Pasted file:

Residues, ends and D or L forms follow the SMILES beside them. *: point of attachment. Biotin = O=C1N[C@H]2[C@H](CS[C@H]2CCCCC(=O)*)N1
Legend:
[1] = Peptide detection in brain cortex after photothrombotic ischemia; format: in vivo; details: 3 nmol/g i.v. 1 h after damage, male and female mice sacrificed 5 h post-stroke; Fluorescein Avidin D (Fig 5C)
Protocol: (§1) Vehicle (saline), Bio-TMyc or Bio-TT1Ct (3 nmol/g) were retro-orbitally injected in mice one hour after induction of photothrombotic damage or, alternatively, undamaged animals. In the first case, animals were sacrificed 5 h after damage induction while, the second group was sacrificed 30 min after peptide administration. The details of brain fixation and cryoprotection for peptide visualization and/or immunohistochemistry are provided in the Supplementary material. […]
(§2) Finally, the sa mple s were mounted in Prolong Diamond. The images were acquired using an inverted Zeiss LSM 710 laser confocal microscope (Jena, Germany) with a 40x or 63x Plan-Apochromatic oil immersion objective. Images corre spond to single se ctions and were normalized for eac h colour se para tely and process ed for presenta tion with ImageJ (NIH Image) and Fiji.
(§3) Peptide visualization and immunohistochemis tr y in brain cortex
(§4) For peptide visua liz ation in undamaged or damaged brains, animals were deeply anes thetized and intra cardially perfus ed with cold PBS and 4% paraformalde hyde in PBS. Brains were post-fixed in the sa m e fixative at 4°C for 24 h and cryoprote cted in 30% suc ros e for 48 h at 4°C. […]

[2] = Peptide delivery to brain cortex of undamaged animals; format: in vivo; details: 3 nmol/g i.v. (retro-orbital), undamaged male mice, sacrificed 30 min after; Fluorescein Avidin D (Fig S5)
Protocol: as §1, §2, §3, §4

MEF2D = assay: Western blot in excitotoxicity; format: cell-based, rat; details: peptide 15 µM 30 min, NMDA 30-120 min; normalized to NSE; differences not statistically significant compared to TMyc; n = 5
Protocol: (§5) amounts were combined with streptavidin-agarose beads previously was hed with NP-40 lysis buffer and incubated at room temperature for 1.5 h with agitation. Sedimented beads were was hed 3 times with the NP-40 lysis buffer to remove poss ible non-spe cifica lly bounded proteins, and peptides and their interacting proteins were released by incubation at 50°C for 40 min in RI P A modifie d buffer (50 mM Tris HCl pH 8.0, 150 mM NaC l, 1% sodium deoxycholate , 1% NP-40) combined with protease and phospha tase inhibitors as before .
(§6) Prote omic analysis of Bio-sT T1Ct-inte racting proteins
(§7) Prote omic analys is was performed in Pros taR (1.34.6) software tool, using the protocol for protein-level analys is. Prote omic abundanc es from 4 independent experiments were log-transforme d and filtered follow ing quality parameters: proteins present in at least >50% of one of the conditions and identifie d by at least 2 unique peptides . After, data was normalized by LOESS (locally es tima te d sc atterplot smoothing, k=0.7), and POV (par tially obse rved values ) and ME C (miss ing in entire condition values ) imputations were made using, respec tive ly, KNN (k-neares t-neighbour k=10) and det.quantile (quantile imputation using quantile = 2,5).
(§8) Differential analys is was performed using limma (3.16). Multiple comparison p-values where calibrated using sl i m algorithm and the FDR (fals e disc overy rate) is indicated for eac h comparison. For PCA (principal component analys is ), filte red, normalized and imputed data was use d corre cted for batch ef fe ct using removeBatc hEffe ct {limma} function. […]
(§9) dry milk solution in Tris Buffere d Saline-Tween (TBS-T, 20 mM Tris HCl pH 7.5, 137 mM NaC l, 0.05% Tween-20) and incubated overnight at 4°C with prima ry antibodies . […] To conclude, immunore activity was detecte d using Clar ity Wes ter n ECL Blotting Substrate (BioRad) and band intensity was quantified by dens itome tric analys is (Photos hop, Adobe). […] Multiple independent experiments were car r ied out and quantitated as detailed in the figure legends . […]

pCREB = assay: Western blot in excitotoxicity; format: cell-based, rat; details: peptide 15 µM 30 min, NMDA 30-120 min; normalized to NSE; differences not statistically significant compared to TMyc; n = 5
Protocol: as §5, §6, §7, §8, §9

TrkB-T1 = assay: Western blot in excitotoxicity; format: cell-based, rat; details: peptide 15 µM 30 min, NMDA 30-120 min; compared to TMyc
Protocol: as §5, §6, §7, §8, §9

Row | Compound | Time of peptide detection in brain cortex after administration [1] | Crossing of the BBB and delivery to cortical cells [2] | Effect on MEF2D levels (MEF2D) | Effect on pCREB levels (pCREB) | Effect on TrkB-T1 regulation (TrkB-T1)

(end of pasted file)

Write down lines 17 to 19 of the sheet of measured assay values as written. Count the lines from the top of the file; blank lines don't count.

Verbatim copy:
Protocol: as §5, §6, §7, §8, §9

TrkB-T1 = assay: Western blot in excitotoxicity; format: cell-based, rat; details: peptide 15 µM 30 min, NMDA 30-120 min; compared to TMyc
Protocol: as §5, §6, §7, §8, §9